Still, having to have a pep rally for a standardized test…”Pass the …” and yet still, the kids are … well, the cheerleaders were…but the majority of the kids look…bored and apathetic or nervous and worried…and aren’t both responses similar at the core…the “what if” fear that shadows their next move?
What a gorgeous smile…she looks up at the admissions counselor taking her on a group tour of the college…she’s hopeful…I’m prayerful…I want her to get there…
Wow, one-on-one meetings with an admissions counselor, that includes hearing on the spot whether or not they are accepted and hearing about scholarships awarded! These kids need that immediate hope for the year after graduation. The kids around them need to witness their joy and hope…to prompt hope in their own hearts about their own possibilities.
Spring break…principal tells staff to get rest and stay hopeful…there’s that word again…hope…foundation, fortification, future…all because of hope
And then the return after break and the countdown to the test…competitions, groups practicing together, teachers cheering and coaching and high-fiving and guiding and rewarding and nurturing a sense of community to create and sustain the kids’ conscious efforts to score well as a school, together, for the sake of all…yet really, teachers doing this for the kids…teachers who know their school’s future depends on these scores…yet still, I believe they care more that the kids learn because they see the skills for the test as skills for life…a life with hope.
Setting target goals…with the kids ‘in-the-achievement-gap” in mind…the kids who fall into the economic, racial divide that they see in their school…like the kid who has 72 absences…when she’s not in school, where is she?…where is her hope when she’s not in school?
But back to the gym…pep rally, cheer competition…that community spirit again that builds resiliency…school team wins…I’m in tears…resiliency through relationships…even cheerleading bring hope
Wait, the admissions counselor made a mistake…added the wrong numbers…full scholarship rescinded…mom, daughter…is there hope…there is no more money…can she score higher on the SAT to get more points for another scholarship…she was “hoping on that, but now…”
The arts…a “great refuge” in addition to opening doors for kids…absolutely…I love this school’s administration…they are hands on and minds in and all for the kids’ learning and experiencing…life, academics, and the arts…look at this admin mentoring the guitar teacher on pedagogy…effective teachers help kids to be effective learners…he wants to give these kids what they need…they are what is worth fighting for…and he’s doing it.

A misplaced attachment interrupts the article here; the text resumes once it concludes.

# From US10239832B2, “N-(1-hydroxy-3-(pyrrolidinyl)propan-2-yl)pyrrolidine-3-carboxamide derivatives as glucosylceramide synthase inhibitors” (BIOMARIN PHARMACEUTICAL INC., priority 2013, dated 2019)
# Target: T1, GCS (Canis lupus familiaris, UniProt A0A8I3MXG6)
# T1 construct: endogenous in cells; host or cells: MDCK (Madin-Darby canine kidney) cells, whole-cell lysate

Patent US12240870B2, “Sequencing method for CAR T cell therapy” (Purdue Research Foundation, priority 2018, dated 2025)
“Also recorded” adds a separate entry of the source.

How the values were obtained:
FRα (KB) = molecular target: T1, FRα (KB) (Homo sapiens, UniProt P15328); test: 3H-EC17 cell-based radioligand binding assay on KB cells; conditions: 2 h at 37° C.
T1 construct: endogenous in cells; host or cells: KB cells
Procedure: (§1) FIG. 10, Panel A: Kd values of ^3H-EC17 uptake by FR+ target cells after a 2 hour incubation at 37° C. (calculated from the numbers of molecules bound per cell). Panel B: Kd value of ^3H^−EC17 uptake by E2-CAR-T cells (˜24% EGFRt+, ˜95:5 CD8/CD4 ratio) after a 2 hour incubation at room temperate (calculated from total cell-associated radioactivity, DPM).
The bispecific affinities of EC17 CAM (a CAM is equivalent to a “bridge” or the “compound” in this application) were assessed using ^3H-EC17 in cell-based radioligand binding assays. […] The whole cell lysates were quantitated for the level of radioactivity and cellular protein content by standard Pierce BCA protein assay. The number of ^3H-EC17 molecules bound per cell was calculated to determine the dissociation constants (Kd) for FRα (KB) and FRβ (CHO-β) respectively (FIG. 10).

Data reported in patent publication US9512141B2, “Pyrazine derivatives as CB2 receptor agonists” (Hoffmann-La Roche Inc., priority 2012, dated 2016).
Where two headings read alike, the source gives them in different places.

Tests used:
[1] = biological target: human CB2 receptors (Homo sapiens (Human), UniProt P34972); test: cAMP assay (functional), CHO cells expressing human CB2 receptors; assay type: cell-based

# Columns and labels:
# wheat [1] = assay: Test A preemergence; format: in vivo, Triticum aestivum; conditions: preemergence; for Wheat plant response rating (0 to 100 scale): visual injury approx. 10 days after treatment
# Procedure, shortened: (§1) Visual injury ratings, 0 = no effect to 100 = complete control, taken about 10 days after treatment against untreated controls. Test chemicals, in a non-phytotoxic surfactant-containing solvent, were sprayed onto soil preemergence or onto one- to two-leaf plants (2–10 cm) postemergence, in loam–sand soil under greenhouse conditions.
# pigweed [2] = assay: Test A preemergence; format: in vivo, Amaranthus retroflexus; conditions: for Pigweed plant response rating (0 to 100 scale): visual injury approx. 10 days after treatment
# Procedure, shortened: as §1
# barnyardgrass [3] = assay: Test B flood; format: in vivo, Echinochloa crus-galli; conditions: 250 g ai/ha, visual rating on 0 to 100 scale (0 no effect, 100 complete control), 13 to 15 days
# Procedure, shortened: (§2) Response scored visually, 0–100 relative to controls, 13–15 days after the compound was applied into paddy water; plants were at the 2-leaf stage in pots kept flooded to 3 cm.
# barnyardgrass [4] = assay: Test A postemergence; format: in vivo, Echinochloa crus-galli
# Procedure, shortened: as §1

And then there he is again, no mom, sitting with his tunes…cousin shows up at school…legal guardian…withdrawing him from this school…from this community of hope…tears again…why…he’s worth fighting for…he’s fighting for himself…he’s “doing fine” where he is…someone’s fighting for him…but what can he do…legally there’s nothing they can do…they, his hope, now his possibly his past…and another loss in this kid’s life…3rd school in one year…where is his hope…how resilient will he be?
You “take ownership” of these kids…principal cares.that kids grow…doesn’t want any one of them to leave “half done”
Test day…moving…shadows linger…but ‘I achieve” shirts encourage…”You may begin…”…with hope? Testing ends…”You have 10 minutes to transition…” …transition back to school days now only shadowed by waiting for scores
And then the budget…and which of the faculty have hope of another year…who will be included and who will be cut…faces looking like the kids in the gym listening to the explanation of the test…same “what-if fear”…more shadows…
Engagement…it’s there in their eyes…they’re connecting…because he is connecting…he, who doesn’t know if he’ll be there…waiting for scores on a piece of paper written by a principal who mentors and clearly cares…yet still…evaluation time…budget shadows…this is reality everywhere now, even at my school
“Impact” score…does that equal hope?